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Browning was a challenge to an assessment under Tennessee’s ad valorem tax laws in which
the Supreme Court stated that “[d]eeply embedded traditional ways of carrying out state policy, such
as those of which petitioner complains, are often tougher and truer law than the dead words of the
written text.” 310 U.S. at 369. The Court also wrote, however, that “[s]ettled state practice” may
establish what state law is, but it “cannot supplant constitutional guarantees.” Id. See Nw. Airlines
v. State of Minnesota, 322 U.S. 292, 298, 64 S. Ct. 950, 953, 88 L. Ed. 1283 (1944) (stating the
Browning “merely sustained . . . a familiar and frequently sanctioned formula” for the apportionment
of taxes based on mileage and that the “essence of the Browning holding” is that “[m]athematical
exactitude in making the apportionment has never been a constitutional requirement”).
The Court finds it unnecessary to go any farther on this issue, other than to observe two
things. First, none of the cases cited by Defendants involved a direct voter challenge, yet “[a]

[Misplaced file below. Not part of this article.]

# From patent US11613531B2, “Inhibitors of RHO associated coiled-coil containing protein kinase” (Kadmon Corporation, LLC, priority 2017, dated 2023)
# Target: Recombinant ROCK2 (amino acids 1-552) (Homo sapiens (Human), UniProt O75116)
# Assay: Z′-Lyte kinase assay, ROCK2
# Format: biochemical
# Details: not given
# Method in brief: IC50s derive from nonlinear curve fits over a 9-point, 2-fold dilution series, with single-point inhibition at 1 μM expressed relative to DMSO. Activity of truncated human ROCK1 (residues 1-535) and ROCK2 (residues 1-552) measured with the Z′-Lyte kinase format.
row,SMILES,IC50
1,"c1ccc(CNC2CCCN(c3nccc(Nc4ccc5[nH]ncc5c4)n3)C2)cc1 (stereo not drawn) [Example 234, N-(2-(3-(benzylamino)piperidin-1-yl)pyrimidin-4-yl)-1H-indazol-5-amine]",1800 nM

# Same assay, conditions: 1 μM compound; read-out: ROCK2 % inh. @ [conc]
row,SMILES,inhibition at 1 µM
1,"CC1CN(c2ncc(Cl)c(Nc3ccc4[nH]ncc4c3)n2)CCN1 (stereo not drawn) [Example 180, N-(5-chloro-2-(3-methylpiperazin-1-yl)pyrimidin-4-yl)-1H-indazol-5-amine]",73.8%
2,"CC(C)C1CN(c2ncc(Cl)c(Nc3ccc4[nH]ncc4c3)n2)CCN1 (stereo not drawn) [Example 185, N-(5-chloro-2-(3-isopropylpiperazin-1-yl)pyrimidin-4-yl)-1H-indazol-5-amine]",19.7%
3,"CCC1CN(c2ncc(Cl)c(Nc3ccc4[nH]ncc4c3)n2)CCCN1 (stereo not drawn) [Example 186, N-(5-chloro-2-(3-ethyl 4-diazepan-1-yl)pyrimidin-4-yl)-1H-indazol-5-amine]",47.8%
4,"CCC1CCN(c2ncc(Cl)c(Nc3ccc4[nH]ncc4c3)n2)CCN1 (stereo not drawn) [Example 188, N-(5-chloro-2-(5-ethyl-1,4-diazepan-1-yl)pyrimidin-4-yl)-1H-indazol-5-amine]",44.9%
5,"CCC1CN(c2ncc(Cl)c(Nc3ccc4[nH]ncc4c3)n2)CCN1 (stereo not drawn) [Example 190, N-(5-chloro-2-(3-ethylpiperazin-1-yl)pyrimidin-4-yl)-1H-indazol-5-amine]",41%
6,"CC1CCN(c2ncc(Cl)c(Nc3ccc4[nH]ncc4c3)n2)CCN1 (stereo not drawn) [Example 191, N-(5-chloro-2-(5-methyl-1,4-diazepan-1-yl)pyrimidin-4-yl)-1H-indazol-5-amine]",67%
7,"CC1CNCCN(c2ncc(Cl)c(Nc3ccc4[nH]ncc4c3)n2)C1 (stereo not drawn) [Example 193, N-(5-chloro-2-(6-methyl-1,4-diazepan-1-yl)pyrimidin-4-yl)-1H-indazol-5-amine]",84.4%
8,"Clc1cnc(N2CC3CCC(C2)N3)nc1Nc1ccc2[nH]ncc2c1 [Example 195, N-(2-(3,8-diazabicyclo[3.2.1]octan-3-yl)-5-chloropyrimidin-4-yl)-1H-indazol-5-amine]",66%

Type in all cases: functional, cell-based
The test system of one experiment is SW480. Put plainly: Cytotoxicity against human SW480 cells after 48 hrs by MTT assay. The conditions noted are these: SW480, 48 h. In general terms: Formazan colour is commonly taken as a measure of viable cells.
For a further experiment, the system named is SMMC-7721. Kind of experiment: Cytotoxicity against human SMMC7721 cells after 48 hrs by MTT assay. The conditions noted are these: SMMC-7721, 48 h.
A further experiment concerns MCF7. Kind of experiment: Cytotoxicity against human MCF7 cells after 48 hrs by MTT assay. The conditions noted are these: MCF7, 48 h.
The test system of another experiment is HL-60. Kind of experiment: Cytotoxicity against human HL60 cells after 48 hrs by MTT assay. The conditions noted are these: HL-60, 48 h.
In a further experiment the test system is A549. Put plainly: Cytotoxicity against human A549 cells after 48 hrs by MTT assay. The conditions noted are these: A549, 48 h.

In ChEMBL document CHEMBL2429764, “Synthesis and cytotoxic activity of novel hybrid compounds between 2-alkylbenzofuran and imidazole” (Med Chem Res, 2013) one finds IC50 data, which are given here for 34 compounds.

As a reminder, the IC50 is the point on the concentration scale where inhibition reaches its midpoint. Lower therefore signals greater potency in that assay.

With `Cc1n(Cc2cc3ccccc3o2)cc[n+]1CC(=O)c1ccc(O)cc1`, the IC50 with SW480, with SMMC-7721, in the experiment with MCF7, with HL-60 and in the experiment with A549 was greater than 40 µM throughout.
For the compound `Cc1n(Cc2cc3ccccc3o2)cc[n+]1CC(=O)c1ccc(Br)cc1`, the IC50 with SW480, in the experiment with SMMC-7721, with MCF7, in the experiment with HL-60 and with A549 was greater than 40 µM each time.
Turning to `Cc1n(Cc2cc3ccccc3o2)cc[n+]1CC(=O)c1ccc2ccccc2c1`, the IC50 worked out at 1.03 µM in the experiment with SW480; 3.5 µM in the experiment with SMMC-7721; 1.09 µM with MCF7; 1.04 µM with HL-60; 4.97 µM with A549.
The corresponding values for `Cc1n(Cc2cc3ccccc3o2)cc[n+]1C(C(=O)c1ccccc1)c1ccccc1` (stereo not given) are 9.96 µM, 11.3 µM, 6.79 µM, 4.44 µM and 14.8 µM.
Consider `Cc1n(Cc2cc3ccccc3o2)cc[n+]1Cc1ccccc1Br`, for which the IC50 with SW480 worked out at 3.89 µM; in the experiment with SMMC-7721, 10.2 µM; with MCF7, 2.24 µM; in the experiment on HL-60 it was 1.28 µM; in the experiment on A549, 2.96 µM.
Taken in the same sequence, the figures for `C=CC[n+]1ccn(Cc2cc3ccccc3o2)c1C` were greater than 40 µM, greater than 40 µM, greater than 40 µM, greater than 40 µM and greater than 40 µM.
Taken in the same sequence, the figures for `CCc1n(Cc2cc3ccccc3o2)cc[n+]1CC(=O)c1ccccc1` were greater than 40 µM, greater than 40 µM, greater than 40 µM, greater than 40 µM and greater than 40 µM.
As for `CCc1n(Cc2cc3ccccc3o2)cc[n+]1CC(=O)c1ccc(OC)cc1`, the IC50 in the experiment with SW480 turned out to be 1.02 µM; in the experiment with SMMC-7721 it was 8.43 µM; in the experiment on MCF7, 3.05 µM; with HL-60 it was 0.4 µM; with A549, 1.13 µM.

voting rights claim strikes at the heart of the political process.” Judge v. Quinn, 612 F.3d 537, 545
(7th Cir. 2010). Second, even if Defendants’ decision to tabulate the 2014 Election votes was based
upon how votes had previously been counted and therefore subject to some deference, “the
responsibility for determining the meaning of the Constitution of this State rests in the last analysis
with the judiciary.” LaFever, 366 S.W.2d at 400.
C. Constitutional Implications of the Method Used to Count Votes on Amendment 1
Defendants argue that the method they utilized in counting the votes on Amendment 1 is
subject to rationale basis review. This is understandable given the extremely deferential nature of
such review:
. . . Even foolish and misdirected provisions are generally valid if subject only to
rational basis review. As we have said, a statute is subject to a “strong presumption
of validity’ under rational basis review, and we will uphold it “if there is any
reasonably conceivable state of facts that could provide a rational basis.” Walker v.
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Bain, 257 F.3d 660, 668 (6th Cir. 2001). See also, Heller v. Doe, 509 U.S. 312, 319,
113 S.Ct. 2637, 125 L.Ed.2d 257 (1993). Those seeking to invalidate a statute using
rational basis review must “negative every conceivable basis that might support it.”
Lehnhausen v. Lake Shore Auto Parts Co., 410 U.S. 356, 364, 93 S.Ct. 1001, 35
L.Ed.2d 351 (1973). Our standards for accepting a justification for the regulatory
scheme are far from daunting. A profferred explanation for the statute need not be